astro ch 16

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The stars parallax angle increases as the star gets

closer to the earth

How many light-years away must a star be for its parallax angle to be one arcsecond

3.3 light-years

Why can’t the distances to very distant stars be measured using this method

The parallax angle is so small that it is too difficult to measure it

If the orbital radius of the earth were greater than its actual value, the parallax angle to nearby stars would be

higher

If the orbital radius of the earth were greater than its actual value, the maximum distance a star could be away from earth for its distance to be determined using the parallax method would be

higher than the actual upper limit

Stars that have the highest apparent brightness are

very luminous and nearby

massive -star supernova are not good standard candles because

they have different luminosities ( since they have different masses)

Which two things are needed to determine a standard candles distance from earth

apparent brightness and luminosity

About how long would it take for a radar pulse to travel round trip from earth to Neptune and back again to earth

8 hours

In general, how does the velocity of a galaxy depend on its distance from the earth

the greater the distance, the higher the velocity

Relationship between hubble’s constant and the age of the universe

the higher Ho, the younger the universe

Astronomers believe that nearly all galaxies are moving away from us because

the space in between the galaxies is expanding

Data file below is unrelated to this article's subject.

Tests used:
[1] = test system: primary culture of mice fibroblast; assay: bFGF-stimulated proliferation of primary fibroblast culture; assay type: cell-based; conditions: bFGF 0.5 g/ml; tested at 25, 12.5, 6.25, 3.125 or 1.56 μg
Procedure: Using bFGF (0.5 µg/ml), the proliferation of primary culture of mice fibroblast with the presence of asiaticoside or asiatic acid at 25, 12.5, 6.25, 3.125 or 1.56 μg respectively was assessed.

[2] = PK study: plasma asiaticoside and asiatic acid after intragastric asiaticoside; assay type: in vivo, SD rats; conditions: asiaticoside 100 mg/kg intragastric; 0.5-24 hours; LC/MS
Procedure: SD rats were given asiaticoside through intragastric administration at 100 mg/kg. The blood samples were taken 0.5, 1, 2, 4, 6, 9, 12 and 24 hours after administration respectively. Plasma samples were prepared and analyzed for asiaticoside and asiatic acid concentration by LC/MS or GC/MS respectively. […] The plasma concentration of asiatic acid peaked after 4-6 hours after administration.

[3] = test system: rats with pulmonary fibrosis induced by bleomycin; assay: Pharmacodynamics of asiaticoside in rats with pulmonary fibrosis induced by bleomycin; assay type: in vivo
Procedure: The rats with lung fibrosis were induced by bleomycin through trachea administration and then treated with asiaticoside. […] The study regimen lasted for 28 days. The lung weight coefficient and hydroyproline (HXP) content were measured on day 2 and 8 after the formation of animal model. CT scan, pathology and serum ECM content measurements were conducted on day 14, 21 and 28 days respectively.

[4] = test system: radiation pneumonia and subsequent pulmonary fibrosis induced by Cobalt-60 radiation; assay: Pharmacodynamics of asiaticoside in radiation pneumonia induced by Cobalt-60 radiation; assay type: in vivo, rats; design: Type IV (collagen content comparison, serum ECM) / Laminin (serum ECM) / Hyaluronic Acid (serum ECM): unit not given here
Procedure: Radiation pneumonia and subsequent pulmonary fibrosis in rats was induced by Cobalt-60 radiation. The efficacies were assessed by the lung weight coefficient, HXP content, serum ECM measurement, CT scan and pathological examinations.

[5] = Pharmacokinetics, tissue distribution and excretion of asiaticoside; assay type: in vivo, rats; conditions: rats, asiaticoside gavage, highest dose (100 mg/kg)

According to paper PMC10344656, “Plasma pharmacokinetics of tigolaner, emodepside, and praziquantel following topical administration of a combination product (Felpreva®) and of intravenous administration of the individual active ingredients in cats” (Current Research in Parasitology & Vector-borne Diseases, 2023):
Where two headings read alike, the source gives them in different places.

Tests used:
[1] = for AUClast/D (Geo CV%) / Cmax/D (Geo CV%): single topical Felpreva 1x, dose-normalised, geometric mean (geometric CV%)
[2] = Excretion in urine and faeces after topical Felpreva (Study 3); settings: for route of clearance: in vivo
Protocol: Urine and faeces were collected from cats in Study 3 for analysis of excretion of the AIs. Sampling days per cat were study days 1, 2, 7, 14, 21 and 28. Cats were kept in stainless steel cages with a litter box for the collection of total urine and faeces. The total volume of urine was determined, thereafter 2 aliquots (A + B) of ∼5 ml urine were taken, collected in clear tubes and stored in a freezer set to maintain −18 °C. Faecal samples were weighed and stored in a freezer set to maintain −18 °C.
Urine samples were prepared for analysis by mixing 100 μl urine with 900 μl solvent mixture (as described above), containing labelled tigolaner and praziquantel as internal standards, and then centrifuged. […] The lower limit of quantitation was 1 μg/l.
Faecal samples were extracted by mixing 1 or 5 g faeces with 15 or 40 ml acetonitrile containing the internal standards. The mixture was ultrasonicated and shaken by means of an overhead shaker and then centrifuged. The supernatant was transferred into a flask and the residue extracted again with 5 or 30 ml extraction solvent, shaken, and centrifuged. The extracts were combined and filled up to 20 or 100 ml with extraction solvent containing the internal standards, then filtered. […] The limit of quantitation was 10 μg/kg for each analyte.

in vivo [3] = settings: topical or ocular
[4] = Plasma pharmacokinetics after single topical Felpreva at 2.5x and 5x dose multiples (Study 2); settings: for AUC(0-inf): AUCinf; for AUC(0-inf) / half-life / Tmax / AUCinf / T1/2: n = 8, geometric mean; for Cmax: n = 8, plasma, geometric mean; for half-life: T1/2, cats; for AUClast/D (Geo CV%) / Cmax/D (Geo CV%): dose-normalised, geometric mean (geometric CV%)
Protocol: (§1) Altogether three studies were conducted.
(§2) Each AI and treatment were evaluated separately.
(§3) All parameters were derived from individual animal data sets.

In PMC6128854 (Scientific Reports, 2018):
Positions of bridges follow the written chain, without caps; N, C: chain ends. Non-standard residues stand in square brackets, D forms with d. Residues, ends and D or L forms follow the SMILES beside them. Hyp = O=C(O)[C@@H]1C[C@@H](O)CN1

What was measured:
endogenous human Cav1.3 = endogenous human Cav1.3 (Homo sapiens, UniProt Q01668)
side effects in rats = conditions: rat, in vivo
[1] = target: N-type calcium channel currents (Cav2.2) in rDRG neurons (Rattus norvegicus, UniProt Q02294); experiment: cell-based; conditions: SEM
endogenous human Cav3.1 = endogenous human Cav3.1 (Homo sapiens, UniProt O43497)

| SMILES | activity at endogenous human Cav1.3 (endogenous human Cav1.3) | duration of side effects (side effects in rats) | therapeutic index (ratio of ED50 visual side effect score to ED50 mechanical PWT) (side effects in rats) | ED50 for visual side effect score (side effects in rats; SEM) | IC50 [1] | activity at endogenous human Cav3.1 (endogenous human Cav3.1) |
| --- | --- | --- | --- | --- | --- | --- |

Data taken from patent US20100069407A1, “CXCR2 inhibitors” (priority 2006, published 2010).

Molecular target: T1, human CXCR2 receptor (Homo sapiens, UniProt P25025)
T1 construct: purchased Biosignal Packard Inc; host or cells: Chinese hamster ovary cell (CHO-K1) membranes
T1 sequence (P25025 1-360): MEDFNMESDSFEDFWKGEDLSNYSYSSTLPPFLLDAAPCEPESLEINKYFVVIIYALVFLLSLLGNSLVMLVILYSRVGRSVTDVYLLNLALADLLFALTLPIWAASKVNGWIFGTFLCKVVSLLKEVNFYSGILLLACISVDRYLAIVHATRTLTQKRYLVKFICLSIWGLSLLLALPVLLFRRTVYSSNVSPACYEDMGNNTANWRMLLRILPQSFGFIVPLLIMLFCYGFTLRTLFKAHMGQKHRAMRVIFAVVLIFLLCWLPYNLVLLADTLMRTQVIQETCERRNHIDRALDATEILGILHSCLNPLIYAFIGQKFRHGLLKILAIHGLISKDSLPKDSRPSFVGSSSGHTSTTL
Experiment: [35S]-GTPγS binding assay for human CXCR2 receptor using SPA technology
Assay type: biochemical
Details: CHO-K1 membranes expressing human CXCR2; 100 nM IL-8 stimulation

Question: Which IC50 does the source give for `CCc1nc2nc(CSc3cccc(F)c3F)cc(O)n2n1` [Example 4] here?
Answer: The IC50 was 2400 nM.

Suppose we lived in a universe that was shrinking rather than expanding. If you measured the velocities of many galaxies, what would you find

all galaxies are moving toward you

One reason hubble’s constant isn’t exactly known today is

the exact distance of a galaxy is hard to measure

Which of these galaxies would you most likely find at the center of a large cluster of galaxies

a large elliptical galaxy

What baseline distance must we know before we can measure parallax

the earth-sun distance

Which cosmic distance measurement techniques are considered standard candle techniques

-main-sequence fitting -white dwarf supernovae -Cepheids

Suppose that Cepheids did not exist and there were no other standard candle technique that worked at the same distances. Which statement would be true

We would not be able to measure distances of distant galaxies

Why do we use Hubble’s law to estimate the distances of most distant galaxies, rather than using white dwarf supernovae in all cases

We have not observed white dwarf supernovae in most galaxies

We determine the distance of a cepheid by

Determining its luminosity from the period-luminosity relation and then applying the inverse square law for light